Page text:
He then goes on to introduce several great examples of businesses where the Dhandho investor arbitrage spread lasted only a few months, while others spanned decades. A short-lived arbitrage spread allowed the cable company, CompuLink, to tap into the distribution chain by at all times being one step ahead of their slower-moving, bigger competitors via constantly introducing nimbler cables to vendors until competitors got to catch up with the innovation. A longer-lived example included that of GEICO who reaped a Dhandho arbitrage spread by being first at selling cost-effective all insurance policies using inbound call centers and the internet, giving it a dominating position in auto insurance still maintained today after competitors narrowed the arbitrage spread.
Pabrai states that, due to brutal capitalism, all Dhandho arbitrage situations will eventually be eroded, but two important factors can allow investors to earn excellent returns in the interim: the size of the spread (or moat), and its duration.
A central theme of the book is the notion that the market often confuses the distinction between high uncertainty and high risk. But these are exactly the kinds of situations where the market tends to discount businesses below intrinsic value, and where value investors can come in and reap sizable rewards. This was my favorite part of the book. Mohnish uses three brilliantly detailed examples of investments made in the Pabrai Funds where he took advantage of low-risk, high-uncertainty situations to earn spectacular returns, often in a relatively short time.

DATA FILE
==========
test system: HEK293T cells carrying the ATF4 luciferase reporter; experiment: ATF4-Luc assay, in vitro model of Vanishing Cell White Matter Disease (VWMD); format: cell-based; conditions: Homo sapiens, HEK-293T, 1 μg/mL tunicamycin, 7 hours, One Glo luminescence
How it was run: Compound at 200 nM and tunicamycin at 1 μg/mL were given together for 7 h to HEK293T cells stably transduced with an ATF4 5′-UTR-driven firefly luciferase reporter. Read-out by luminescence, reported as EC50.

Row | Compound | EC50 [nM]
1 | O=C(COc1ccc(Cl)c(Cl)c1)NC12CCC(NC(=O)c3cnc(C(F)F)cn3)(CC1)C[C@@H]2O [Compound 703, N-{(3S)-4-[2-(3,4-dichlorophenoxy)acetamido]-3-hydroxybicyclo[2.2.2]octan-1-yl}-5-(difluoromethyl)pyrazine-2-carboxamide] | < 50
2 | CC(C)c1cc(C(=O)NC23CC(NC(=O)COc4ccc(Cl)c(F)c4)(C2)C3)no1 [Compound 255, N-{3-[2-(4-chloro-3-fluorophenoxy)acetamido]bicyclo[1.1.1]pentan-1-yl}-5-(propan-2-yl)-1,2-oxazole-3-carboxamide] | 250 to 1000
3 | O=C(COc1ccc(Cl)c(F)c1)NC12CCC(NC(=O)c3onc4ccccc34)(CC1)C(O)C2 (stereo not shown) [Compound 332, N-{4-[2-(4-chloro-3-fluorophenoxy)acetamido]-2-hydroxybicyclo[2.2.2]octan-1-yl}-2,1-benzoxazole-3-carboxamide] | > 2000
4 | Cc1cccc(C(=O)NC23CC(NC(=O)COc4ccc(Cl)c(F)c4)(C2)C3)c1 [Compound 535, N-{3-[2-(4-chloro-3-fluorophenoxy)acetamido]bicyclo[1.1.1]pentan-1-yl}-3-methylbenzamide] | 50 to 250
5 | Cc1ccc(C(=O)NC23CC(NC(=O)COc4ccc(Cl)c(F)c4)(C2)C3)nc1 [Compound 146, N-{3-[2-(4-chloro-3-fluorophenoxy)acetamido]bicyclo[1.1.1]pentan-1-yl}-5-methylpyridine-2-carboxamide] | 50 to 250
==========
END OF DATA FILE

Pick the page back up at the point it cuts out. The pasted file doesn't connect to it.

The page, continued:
Selling an investment is much more prone to human irrational behavior in taking a correct decision due to the commitment bias of owning that investment. Seasoned investors have all experienced exactly this problem by either falling in love with a stock or hanging on with a nagging hope.
Furthermore, if after three years the investment has not reached intrinsic value, Mohnish argues that one is likely to be wrong about the estimate of valuation or intrinsic value has decreased, and one should therefore sell. On the other hand, should the price rise to within 10% of intrinsic value, he recommends investors to think about going ahead and selling after taking account of the tax bite. Exceptions might include short term capital gains relevant for U.S. investors. Ultimately, if the price rises to or above intrinsic value, the investor should exit the Chakravyuha to look for other opportunities.
Valuation is at the heart of any investment decision, whether that decision is to buy, sell, or hold. In The Little Book of Valuation, expert Aswath Damodaran explains the techniques in language that any investor can understand, so you can make better investment decisions when reviewing stock research reports and engaging in independent efforts to value and pick stocks.